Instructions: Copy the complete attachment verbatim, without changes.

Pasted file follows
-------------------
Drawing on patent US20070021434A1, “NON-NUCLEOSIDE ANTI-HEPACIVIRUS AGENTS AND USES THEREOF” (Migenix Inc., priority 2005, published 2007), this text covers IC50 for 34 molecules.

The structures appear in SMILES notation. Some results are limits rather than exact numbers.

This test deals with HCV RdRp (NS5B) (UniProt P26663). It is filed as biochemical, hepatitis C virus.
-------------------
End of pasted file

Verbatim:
Drawing on patent US20070021434A1, “NON-NUCLEOSIDE ANTI-HEPACIVIRUS AGENTS AND USES THEREOF” (Migenix Inc., priority 2005, published 2007), this text covers IC50 for 34 molecules.

The structures appear in SMILES notation. Some results are limits rather than exact numbers.

This test deals with HCV RdRp (NS5B) (UniProt P26663). It is filed as biochemical, hepatitis C virus.